Bore that I am, I do the exact same thing every morning. Up before my family, I turn on the tea kettle and walk to the street with Dulce (our Ridgeback- Pitbull-whatever rescue dog) to collect the LA Times. (Yes, I still read hard copy sometimes.) Then I make a smoothie with vitamin powder, soy milk and frozen fruit while I steep green tea. Alternate sips of hot tea and cold smoothie miraculously transform the beast. As Lumière, the candlestick in the Disney musical sang, “…I’m human again. Only human again. Poised and polished and gleaming with charm…”
I like to break out and do different things once in awhile, but one of the many things I have in common with babies (arrested development?) is my attraction to routine. My habits have shifted over the years, and some have been healthier than others, but they’ve always given me comfort. I look forward to these rituals and really like knowing I can depend on them.
Imagine what it’s like to be an infant. The world is all brand new — a fascinating, stimulating sensory delight — but the constant transitions, surprises and novelty can be intense and overwhelming. Combine that with the fact that we are growing, changing more rapidly than we ever will, so even what we know can feel different the next day. (Like the way my adolescent daughter feels when she wakes at noon and thinks the kitchen table and her mom have shrunk because she’s grown a half inch.)
We need responsive, reliable parents and caregivers to feel secure, but wouldn’t it also be nice to depend on some daily experiences? To be able to predict, for example, that after our morning meal and diaper change we’ll go to a familiar place to play. Or know that after our dinner and evening bath we will enjoy a book, close the shades, hear a lullaby we’ve begun to recognize and be gently placed in a cozy bed to sleep.
In a life full of changes we cannot control, creating routines and rituals is one of the most respectful and empowering things we can do for our babies.
Infant expert Magda Gerber emphasized the importance of establishing a daily sequence of events — not arbitrarily imposed, inflexible, or on the clock, but formed together with our babies in response to their individual needs. “In a predictable environment, and with regular, dependable schedules, they feel comfortable, cry less, and life is easier for both infant and parents. Infants who do not need to adjust to too much unnecessary stimulation will eventually regulate their sleeping and eating patterns. This regularity will, in turn, give parents some predictable time for their own needs and interests.”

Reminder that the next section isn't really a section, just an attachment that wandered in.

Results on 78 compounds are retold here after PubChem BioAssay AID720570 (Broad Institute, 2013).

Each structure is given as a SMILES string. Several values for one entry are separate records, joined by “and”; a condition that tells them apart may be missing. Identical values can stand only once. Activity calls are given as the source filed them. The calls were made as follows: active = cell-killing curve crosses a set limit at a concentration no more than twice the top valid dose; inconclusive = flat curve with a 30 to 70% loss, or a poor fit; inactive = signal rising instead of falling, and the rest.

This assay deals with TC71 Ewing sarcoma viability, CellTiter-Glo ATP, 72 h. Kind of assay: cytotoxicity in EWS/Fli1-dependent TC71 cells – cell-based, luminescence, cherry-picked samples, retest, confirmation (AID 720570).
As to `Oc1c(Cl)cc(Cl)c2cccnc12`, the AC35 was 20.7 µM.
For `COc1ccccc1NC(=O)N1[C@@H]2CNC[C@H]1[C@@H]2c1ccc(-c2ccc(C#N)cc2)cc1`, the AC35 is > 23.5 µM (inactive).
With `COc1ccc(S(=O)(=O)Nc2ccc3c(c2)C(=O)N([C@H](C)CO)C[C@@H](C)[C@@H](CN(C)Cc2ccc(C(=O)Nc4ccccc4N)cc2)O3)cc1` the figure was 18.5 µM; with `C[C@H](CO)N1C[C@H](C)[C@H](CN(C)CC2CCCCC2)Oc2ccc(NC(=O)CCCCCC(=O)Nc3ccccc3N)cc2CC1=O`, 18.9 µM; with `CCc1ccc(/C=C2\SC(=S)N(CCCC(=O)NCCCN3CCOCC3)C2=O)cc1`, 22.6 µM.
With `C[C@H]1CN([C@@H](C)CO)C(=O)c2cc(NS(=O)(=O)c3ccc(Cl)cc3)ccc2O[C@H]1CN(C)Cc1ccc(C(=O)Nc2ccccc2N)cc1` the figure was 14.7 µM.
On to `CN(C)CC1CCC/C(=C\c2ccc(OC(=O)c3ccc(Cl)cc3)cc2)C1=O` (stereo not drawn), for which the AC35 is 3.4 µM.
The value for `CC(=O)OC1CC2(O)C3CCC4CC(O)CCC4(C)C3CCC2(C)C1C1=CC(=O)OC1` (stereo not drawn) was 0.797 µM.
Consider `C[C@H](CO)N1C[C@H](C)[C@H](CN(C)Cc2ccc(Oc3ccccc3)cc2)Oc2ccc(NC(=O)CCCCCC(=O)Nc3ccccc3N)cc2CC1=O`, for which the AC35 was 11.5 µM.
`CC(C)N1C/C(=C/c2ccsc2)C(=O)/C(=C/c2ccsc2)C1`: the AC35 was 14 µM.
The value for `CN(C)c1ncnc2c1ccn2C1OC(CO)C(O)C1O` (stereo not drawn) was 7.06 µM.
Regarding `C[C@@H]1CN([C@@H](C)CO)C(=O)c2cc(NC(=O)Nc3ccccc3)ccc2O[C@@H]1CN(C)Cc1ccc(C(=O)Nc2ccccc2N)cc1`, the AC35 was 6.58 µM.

It takes a little time to find a rhythm with our babies. Even in the giddy, chaotic, sleepless first days with a newborn, we can begin by getting into the habit of telling our infant what will happen next. “I’m going to carry you to the diaper table. Then we will unsnap your pajamas.” Soon our baby learns what he can expect. He feels more participatory in experiences he can predict and anticipate for himself. “After I drink milk in the morning, we usually go outside to my playpen under the tree.”
As our infants become toddlers, it’s easy to recognize that even the simplest rituals empower them. And when children know what to expect, they are inspired to immerse themselves in an experience and gain more pleasure from it. If I had any doubt about babies loving rituals, it would be shattered by the way the children in my life have always enjoyed creating them on their own.
One example of this began spontaneously. Snack time in the weekly RIE Parent/Toddler Classes is all about ritual. Each ceremonial step is anticipated and relished by the children, and as they get older they gradually help and participate more, physically, communicatively, and then verbally. First we place the mat on the floor, or the deck outside if it’s nice weather. Then we bring out the table and stools. The children who want to participate sit, and we take turns washing hands with a wet cloth. Then each child chooses a bib. Next they get a turn to help peel the first banana, and are then are offered pieces to eat. After eating some banana we bring out the glasses (yes, glasses!) and little glass carafes from which the toddlers learn to pour water into their glasses…and boy, do they love that part.
One day, a 17 month old boy choked a little and coughed when he drank a sip of water, so I patted him gently on the back. He then coughed again, and I repeated the patting. Then a girl at the table coughed. When I responded with a pat, she grinned. Before long others tried it too, and we all laughed uproariously. Predictably, fake coughing, patting and laughing became a reliable and highly anticipated addition to our snack ritual each week.
Some believe that our babies will learn to be more adaptable if we expose them to our hectic lives. They argue that the parent’s constant presence and responsive care is the only consistency a baby needs to feel secure. The years Magda Gerber spent studying infants led her to disagree. “Being exposed to circumstances we cannot anticipate nor understand, and in which we cannot actively participate, makes us feel helpless, like riding on a perpetual merry-go-round. Anticipating a change, on the other hand, gives us a feeling of being prepared, of being in control,” she wrote in Dear Parent – Caring For Infants With Respect.
Magda believed that a secure, self-confident baby who has had the opportunity to build trust in his environment is more flexible and amenable to changes in his routine, and I’ve found this to be true with my children. They have quite different personalities, but all three are amazingly secure, self-confident, independent and much more adaptable to change than I ever was…or probably ever will be.
Do you have rituals with your children? Do you have your own?
I share many more ways to empower children with respectful care in Elevating Child Care: A Guide to Respectful Parenting